Kazakh authorities say 225 people killed in violent unrest

Nineteen members of the security forces were among those killed, says top law enforcement official.

Troops are seen at the main square where hundreds of people were protesting against the government, after authorities' decision to lift price caps on liquefied petroleum gas, in Almaty, Kazakhstan January 6, 2022.
Kazakhstan had previously acknowledged fewer than 50 deaths [File: Mariya Gordeyeva/Reuters]

Deadly violence in Kazakhstan that began with peaceful protests over energy prices and caused the government to call in help from a Russian-led military bloc killed 225 people, authorities have announced.

“During the state of emergency, the bodies of 225 people were delivered to morgues, of which 19 were law enforcement officers and military personnel,” Serik Shalabayev, a representative of the state prosecutor, said at a briefing on Saturday.

Some others were “armed bandits who participated in terrorist attacks”, Shalabayev added.

“Unfortunately, civilians have also become victims of acts of terrorism.”

Police officers detain a demonstrator during a protest in Almaty, Kazakhstan
Police officers detain a demonstrator during a protest in Almaty, Kazakhstan [File: Vladimir Tretyakov/AP Photo]

Kazakhstan had previously acknowledged fewer than 50 deaths, 26 “armed criminals” and 18 security officers in the conflict that exposed infighting at the very top of the government.

A higher death toll of 164 that appeared on an official Telegram channel last week was quickly retracted.

Asel Artakshinova, a spokeswoman for the health ministry, said more than 2,600 people sought treatment at hospitals, with 67 currently in a serious condition.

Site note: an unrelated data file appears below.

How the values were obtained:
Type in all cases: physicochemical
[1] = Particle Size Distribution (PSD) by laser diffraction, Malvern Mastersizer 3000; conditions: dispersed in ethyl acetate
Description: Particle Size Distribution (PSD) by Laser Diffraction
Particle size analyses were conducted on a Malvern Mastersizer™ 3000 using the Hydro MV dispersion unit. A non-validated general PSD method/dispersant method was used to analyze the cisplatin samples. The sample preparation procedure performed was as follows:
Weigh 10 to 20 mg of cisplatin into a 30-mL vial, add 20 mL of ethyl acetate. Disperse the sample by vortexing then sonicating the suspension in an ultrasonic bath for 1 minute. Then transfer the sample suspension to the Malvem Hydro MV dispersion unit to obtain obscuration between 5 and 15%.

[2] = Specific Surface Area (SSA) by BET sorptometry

Authorities in Kazakhstan have blamed the violence on bandits and international “terrorists” who they said hijacked the protests that saw the epicentre of unrest move from the west to the country’s largest city, Almaty.

Russian troops unboarding a military cargo plane upon landing in Ivanovo after compleeting their mission in Kazakhstan.
Russian troops alighting from a military cargo plane upon landing in Ivanovo after completing their mission in Kazakhstan [Russian Defence Ministry/AFP]

President Kassym-Jomart Tokayev turned to a Russia-led military bloc for help during the unrest and sidelined his former patron and predecessor Nursultan Nazarbayev by taking over the National Security Council.

Troops from the Collective Security Treaty Organization (CSTO), an alliance of six former Soviet states, helped calm the violence in the Central Asian country and began a gradual withdrawal on Thursday.

After complaints about beatings and torture of those detained in the aftermath, Tokayev ordered police on Saturday to avoid abuses and told prosecutors to be lenient to those who have not committed grave crimes.

The Russian Defense Ministry said on Saturday that all of its planes carrying troops had returned. It was not clear whether troops from other CSTO countries remain in Kazakhstan.

Source: News Agencies